Is Your Child More Anxious and Worried Since the Election?

During the election season, many of our children experienced a tremendous amount of stress and worry about who would win the Presidency.  It became especially apparent to me the night of the election. My daughters had invited a bunch of friends over to watch the election results.  As it became more clear from the news that Donald Trump might win, my younger daughter and her friends, who are all about 14 years old, looked at me with tears in their eyes and asked, “Allison, are we going to die?”

I was certainly not happy that Donald Trump might become President, but I wondered why they were reacting so acutely to the news.  “Why do you think that?” I asked. One after the other, they gave me their reasons why.  One child said, “My mom said if Donald Trump wins we will all be doomed.” Another girl said, “My dad said Donald Trump is incompetent and can’t run this country.” My daughter said, “Mom, I heard you ask dad ‘Do you want Donald Trump’s finger on the button?” I realized at that moment that a key reason they were so upset was because of the conversations many of us were having in front of our children about Donald Trump becoming President.  Interestingly, some of my friends who voted for Donald Trump also admitted to having had very little filter when they were having conversations about Hilary Clinton in front of their children.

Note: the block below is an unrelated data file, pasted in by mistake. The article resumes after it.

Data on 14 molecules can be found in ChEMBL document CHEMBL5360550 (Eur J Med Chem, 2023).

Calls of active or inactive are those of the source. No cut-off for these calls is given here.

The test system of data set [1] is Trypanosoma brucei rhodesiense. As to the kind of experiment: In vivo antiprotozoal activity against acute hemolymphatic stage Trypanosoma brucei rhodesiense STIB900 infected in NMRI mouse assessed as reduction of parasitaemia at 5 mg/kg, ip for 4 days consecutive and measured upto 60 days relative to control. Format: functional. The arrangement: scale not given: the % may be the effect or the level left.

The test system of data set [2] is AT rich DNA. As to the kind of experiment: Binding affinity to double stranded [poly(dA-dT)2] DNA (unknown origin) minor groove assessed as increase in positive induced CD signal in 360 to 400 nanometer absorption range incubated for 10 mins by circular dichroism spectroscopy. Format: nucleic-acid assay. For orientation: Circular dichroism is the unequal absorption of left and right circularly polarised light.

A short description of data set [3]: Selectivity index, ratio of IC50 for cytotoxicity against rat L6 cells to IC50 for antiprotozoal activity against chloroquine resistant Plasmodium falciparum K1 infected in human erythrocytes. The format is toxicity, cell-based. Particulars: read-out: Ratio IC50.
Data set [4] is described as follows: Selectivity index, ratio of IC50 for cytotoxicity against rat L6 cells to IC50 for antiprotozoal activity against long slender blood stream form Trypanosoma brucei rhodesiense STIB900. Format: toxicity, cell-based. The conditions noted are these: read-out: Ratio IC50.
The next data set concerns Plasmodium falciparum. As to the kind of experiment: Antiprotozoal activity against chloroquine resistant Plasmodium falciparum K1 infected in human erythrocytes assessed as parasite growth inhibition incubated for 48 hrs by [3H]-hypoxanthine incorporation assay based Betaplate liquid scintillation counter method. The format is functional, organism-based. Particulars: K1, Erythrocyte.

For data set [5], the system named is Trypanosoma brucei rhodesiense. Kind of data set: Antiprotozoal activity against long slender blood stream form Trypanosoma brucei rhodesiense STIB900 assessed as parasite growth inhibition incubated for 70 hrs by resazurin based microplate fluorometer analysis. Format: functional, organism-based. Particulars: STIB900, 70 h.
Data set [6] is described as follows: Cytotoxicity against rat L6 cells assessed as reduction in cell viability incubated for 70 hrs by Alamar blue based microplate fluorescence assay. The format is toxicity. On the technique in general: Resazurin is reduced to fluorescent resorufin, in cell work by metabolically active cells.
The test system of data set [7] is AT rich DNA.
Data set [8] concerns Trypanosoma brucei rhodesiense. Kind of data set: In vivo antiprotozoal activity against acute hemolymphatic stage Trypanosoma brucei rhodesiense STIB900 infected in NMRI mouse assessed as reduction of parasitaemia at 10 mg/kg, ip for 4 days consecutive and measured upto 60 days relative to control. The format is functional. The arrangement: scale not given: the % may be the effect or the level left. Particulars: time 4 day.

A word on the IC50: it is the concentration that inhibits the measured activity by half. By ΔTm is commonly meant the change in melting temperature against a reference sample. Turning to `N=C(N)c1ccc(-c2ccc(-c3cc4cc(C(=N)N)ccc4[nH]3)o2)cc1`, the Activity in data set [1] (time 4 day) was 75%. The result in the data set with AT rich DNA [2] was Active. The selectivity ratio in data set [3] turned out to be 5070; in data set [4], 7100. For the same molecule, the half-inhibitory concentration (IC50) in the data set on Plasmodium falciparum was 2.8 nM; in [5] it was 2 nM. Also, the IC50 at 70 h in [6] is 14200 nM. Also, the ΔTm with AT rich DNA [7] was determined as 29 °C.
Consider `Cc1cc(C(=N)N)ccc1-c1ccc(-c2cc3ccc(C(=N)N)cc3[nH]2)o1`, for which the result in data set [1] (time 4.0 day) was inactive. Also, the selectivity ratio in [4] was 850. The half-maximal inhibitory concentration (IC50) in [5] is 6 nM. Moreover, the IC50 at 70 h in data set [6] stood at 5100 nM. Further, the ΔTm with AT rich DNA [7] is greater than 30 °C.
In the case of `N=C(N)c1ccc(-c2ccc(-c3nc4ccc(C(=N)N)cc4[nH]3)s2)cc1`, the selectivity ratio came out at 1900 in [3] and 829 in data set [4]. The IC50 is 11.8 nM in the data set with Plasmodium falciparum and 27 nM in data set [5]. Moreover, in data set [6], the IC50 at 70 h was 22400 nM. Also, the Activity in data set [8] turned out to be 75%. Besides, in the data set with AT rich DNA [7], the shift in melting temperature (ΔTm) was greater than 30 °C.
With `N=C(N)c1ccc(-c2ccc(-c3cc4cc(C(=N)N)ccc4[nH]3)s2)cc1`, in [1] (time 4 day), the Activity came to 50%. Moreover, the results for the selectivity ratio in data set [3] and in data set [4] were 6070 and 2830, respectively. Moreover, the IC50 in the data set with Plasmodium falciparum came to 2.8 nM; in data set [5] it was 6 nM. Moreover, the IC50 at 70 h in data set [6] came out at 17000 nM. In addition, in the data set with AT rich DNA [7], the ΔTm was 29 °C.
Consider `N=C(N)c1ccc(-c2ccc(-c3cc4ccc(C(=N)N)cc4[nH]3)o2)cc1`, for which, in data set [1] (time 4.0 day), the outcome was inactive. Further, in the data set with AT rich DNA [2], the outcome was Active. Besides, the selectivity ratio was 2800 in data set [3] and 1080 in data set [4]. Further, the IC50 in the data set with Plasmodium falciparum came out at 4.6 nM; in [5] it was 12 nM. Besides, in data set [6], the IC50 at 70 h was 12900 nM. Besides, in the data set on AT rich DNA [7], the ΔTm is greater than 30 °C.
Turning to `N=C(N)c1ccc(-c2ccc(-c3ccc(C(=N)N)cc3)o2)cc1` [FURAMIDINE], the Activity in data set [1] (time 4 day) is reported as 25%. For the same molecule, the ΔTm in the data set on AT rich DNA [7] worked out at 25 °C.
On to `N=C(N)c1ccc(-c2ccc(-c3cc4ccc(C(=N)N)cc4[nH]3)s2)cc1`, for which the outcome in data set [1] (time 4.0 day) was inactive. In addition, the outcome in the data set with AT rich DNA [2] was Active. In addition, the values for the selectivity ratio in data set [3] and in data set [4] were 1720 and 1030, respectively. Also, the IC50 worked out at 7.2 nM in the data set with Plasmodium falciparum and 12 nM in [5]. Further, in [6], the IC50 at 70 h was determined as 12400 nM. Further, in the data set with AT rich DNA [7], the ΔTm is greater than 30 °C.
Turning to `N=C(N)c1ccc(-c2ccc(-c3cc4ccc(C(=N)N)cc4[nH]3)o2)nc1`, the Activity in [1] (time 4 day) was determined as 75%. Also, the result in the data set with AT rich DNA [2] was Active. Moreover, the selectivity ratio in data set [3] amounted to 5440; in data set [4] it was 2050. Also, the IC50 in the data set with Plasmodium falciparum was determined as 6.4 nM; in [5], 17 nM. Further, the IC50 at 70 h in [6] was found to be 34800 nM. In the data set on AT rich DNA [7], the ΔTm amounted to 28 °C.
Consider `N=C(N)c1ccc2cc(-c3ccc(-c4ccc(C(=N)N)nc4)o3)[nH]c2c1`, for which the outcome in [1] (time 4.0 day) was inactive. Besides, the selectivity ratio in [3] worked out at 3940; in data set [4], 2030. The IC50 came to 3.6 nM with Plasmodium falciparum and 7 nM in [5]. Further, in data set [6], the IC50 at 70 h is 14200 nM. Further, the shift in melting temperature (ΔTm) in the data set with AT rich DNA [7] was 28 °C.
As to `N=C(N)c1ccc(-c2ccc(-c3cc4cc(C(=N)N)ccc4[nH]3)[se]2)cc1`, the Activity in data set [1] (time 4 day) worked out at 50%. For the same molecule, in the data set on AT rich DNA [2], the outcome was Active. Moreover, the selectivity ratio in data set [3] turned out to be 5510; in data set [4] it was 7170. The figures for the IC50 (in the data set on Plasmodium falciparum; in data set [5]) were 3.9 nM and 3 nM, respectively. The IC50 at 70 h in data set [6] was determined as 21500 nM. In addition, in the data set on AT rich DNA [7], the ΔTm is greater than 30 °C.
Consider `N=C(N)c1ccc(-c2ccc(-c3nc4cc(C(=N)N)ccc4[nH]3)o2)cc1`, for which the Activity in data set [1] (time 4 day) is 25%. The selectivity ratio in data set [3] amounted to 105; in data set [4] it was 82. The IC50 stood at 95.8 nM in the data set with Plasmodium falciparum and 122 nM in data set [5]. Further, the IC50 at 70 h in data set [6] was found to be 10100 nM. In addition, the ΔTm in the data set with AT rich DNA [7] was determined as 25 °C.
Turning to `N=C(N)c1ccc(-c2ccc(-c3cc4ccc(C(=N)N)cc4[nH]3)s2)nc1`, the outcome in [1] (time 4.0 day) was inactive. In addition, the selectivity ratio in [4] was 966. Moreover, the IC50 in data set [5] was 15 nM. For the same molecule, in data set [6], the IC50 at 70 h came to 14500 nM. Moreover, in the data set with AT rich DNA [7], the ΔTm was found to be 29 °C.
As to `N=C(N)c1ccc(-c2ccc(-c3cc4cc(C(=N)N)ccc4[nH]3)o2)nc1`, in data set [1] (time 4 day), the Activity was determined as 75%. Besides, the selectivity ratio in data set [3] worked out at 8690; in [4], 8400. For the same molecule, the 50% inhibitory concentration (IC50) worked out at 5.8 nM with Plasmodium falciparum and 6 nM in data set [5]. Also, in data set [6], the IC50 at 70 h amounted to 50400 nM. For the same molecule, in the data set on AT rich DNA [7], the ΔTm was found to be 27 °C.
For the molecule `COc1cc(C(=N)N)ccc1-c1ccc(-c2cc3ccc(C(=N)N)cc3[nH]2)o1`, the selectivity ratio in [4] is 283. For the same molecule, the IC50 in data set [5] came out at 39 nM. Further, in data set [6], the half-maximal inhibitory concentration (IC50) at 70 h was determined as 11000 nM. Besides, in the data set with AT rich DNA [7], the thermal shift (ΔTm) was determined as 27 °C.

As I looked at the fearful faces of these young girls, all I could do was imagine how worried and anxiety-ridden I would be if I were a 14-year-old child hearing from my parents that the world was not safe if a particular person became President. With much less life experience, our children view these comments as Continue reading…

A Survival Guide For Uncertain Times Week #3: Give up Positive Thinking